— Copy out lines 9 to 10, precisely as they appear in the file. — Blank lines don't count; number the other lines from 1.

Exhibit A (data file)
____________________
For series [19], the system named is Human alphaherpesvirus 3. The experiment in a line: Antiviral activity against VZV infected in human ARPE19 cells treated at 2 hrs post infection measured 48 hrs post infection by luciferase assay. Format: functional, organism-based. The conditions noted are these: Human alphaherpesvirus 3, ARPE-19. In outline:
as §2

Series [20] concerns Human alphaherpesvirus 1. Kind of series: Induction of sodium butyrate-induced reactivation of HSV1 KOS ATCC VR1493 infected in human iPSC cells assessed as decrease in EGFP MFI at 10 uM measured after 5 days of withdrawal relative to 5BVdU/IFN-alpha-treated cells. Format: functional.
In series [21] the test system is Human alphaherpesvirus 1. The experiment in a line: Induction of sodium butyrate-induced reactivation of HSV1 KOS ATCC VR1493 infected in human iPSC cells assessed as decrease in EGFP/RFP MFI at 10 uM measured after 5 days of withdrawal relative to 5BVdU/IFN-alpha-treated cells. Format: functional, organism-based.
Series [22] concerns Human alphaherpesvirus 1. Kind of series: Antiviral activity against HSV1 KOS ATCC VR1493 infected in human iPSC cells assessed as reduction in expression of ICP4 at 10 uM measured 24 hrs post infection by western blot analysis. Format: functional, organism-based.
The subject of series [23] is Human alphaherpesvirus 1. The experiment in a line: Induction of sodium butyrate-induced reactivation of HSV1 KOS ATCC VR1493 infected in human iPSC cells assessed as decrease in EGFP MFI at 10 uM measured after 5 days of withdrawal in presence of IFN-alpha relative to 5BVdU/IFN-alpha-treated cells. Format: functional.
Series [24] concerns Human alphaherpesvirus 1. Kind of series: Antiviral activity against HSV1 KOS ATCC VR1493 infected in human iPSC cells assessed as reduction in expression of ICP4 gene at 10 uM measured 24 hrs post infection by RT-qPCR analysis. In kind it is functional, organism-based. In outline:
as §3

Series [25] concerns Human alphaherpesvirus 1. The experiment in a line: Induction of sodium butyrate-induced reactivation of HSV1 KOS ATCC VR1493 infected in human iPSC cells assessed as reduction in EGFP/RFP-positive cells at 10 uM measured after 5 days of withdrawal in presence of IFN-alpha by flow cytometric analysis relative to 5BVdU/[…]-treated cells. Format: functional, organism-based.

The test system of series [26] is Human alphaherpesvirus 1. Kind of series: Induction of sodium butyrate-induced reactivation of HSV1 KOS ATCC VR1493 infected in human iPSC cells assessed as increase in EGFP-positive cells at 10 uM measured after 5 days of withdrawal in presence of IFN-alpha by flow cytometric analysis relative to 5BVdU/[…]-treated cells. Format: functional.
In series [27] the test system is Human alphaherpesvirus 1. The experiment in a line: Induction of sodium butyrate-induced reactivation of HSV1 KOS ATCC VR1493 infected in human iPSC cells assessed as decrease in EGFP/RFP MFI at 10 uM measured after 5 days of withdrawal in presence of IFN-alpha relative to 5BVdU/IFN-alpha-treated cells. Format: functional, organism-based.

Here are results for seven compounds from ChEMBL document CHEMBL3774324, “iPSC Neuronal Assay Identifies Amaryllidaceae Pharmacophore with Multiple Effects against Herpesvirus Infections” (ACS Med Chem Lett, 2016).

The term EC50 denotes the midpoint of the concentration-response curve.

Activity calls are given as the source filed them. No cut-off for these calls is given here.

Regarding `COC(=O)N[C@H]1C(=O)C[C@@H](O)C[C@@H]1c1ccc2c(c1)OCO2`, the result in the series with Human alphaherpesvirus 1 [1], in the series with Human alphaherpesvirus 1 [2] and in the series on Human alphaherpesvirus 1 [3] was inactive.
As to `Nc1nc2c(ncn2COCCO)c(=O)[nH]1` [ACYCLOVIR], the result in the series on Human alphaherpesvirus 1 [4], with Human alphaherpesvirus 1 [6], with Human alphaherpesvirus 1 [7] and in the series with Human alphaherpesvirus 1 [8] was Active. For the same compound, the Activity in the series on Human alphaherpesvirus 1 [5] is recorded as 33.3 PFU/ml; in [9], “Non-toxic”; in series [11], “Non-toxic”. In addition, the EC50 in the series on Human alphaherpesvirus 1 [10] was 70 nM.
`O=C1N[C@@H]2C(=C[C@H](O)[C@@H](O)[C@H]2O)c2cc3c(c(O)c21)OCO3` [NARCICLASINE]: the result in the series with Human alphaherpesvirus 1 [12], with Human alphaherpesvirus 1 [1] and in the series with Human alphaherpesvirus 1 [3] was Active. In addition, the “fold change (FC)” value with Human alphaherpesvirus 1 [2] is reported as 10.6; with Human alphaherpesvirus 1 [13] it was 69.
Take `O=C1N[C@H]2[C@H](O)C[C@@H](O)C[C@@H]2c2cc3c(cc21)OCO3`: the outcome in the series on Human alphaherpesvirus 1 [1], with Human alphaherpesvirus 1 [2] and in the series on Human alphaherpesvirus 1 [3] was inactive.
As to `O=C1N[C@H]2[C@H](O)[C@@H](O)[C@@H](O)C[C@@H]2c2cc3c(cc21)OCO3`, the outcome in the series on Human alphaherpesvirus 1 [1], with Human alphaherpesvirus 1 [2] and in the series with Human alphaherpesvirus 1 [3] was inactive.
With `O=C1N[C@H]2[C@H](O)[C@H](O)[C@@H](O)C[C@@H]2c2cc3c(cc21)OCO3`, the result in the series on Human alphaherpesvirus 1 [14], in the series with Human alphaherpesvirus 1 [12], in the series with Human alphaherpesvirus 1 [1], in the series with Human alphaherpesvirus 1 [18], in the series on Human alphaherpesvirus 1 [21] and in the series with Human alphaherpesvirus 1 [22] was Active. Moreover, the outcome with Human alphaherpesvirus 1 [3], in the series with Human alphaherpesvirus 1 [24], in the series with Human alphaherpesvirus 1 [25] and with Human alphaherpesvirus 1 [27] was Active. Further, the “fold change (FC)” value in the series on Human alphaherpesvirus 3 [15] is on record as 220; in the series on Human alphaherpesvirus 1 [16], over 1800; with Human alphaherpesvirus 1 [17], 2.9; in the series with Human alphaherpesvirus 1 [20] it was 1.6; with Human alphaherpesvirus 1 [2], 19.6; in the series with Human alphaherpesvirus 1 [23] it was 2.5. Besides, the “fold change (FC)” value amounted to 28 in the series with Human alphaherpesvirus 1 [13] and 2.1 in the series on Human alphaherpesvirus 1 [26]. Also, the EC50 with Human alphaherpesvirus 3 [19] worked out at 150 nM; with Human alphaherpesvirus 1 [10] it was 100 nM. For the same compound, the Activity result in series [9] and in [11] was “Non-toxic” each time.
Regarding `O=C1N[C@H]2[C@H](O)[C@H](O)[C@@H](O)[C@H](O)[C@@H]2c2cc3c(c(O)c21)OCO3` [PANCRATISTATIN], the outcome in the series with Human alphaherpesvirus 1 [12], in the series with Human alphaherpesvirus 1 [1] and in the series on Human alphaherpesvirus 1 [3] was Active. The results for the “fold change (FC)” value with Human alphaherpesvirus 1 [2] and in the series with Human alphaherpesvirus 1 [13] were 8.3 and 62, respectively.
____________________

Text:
Series [25] concerns Human alphaherpesvirus 1. The experiment in a line: Induction of sodium butyrate-induced reactivation of HSV1 KOS ATCC VR1493 infected in human iPSC cells assessed as reduction in EGFP/RFP-positive cells at 10 uM measured after 5 days of withdrawal in presence of IFN-alpha by flow cytometric analysis relative to 5BVdU/[…]-treated cells. Format: functional, organism-based.

The test system of series [26] is Human alphaherpesvirus 1. Kind of series: Induction of sodium butyrate-induced reactivation of HSV1 KOS ATCC VR1493 infected in human iPSC cells assessed as increase in EGFP-positive cells at 10 uM measured after 5 days of withdrawal in presence of IFN-alpha by flow cytometric analysis relative to 5BVdU/[…]-treated cells. Format: functional.